Threaded Heart, emotions in charcoal

When Marsha sent me the info on her new workshop “Threaded Heart”,  co-produced with Dancer, Giselle Liu, I was lukewarm about it. I wrongly assumed it was in the genre of “Spiritual” which generally makes me uncomfortable. However it was a generous invitation to join the group and incorporated drawing and getting dirty; two of my favourite pastimes.

On the day, and late, I made my way up three, grubby, concrete flights in the Arts Club,W1. Passing eager young actors on their way to rehearsals I eventually opened the narrow swing door into “The Pigeon loft”,  a bright timber-clad studio with peeling paint. Despite the overcast sky, through the glass roof a comforting soft light came, falling on a group of youthful lithe figures: mainly dancers. If I was feeling slightly apprehensive before, now I was feeling insufficient physically too; but it was too late to flee.

After an introduction and short relaxation session, to wipe away jitters and travel stress, came the first exercise. While we sat cross-legged with eyes closed, Marsha distributed sticks of Charcoal and 10 sheets of A4 paper to all. We listened for an emotion to be called out to which we instinctively reacted, marking the paper. Emotions from anger to fear came tumbling out, duly expressed in charcoal. This turned out a remarkable sequence and when all were laid out on the floor, was impressive.

We were then asked to pick out the two that caught our immediate attention, “jumped out at you”. Not knowing what these signified till turned over, there were some interesting results. I happened to pick out joy and grief.

In the next exercise things became more physical. Each picked a handful of charcoal, in assorted shapes and sizes. The floor, laid out with huge sheets of joined cartridge paper, became a vast dance canvas.  Armed with our charcoal and a music score ranging from warlike to melancholy, we set off in unison on our unique emotional choreographies.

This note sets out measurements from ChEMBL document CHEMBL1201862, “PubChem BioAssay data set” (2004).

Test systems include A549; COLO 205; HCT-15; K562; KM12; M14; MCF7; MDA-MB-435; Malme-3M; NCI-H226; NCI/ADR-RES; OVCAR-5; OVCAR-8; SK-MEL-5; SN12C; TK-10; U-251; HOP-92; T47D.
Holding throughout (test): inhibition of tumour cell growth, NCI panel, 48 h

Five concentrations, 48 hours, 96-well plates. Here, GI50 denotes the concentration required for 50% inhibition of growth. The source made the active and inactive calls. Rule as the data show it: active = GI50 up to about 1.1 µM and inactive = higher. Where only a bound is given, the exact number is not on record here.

The dancers moved their bodies sinuously into alternating poses of torture and despair, morphing  into sensuous erotic movements with strong, black, vigorous marks appearing on the canvass. I watched one dancers’ tight ball of utter sorrow unfold into a rolling wave, creating a pale misty cloud in charcoal.  An uplift in melody allowed her body to press tightly along the floor and a delicious cool grey curve appeared. All the while, I pranced about with my charcoal in generally discordant jerky movements, more intent on branding the paper with strange and varied smudges, lines and blotches. 

As the music progressed and I noted a feeling of calm and general wellbeing fold over me, broad dark curves and spidery squiggles  began to appear. I struck and stroked the floor with varying intensity while the music changed in tempo. This was grand, I’d stopped peeking at the dancers and was thoroughly enjoying myself.  

When all good things came to an end,  we were left with a canvas of gigantic proportions from which the energy rose like hot air off tarmac. Blackened head to foot and chatting gaily we tidied up and “wet-wiped’ ourselves fit for London transport. Strangely I was the only one who ripped off my corner of the floor to keep: Now, for the time being, hanging on my kitchen wall. 

A very good workshop indeed and a very pleasing result.  I hope many more workshops grow and evolve out of this one. Thank you Marsha and Giselle with all my threaded heart.

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